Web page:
• A comprehensive, immutable ledger of every transaction, providing full transparency and control of your equity ownership


The Way Forward: Invest in Employee Satisfaction 

If the Great Resignation is proving anything, it’s that the old ways of doing business aren’t holding up anymore. The pandemic has provided many people with time to reflect on their compensation, and for many, they found that their compensation did not match how hard they were working. Employee stock programs are a valuable opportunity to attract new talent, retain employees, and encourage company loyalty in the long term. It’s time for companies to refocus on employee satisfaction and share the wealth of their success with those whose hard work made it possible—for the benefit of employees and the long-term health and success of the business as a whole. An employee stock plan (or profit-sharing plan) is a tool in your reward toolbox that shouldn’t be forgotten or overlooked.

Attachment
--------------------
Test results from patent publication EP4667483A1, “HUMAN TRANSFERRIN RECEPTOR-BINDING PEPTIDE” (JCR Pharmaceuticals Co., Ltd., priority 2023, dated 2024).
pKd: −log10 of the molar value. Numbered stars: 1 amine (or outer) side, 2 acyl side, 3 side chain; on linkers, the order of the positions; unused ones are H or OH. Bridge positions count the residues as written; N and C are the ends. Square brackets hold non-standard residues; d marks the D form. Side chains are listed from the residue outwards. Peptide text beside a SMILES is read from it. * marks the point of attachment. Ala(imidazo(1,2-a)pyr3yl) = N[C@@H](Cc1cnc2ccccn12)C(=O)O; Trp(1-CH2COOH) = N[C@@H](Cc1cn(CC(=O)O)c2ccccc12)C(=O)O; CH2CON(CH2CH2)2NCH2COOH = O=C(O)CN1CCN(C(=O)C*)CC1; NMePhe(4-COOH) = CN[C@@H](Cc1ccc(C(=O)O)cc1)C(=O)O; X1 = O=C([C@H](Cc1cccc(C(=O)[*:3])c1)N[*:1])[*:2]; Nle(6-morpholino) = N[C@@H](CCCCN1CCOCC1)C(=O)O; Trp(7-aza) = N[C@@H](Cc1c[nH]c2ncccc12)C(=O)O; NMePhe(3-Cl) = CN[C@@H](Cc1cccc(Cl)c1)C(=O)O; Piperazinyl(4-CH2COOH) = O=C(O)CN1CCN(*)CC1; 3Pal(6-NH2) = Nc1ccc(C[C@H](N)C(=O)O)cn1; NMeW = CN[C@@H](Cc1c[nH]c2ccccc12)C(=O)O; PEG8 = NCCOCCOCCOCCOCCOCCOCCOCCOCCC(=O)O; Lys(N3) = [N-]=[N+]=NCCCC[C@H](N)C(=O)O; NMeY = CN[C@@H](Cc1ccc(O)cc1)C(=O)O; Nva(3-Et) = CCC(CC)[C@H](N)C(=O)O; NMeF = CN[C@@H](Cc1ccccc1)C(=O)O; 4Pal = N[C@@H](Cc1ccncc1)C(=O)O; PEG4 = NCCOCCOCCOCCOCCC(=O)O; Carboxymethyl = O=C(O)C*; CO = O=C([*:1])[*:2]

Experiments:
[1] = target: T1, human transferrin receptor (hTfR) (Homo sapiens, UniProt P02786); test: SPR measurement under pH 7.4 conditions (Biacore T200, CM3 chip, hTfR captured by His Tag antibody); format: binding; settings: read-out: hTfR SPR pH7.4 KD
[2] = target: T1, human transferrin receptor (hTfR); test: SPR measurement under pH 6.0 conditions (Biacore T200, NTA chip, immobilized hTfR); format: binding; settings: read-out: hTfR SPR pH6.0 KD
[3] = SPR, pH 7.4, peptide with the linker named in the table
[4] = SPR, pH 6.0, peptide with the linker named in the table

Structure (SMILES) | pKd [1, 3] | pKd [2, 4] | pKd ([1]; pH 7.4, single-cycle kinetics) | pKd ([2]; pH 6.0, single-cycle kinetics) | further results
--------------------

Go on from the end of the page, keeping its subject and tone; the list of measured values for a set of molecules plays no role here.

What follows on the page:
Opportunity: New technology makes the upkeep and administration of employee stock programs easier than ever before. With the right software, employees are empowered to manage their own stock and companies don’t need to outsource. This allows businesses the flexibility to create the right program for their company.  

Make it easy for your team and retain your top talent. Learn more.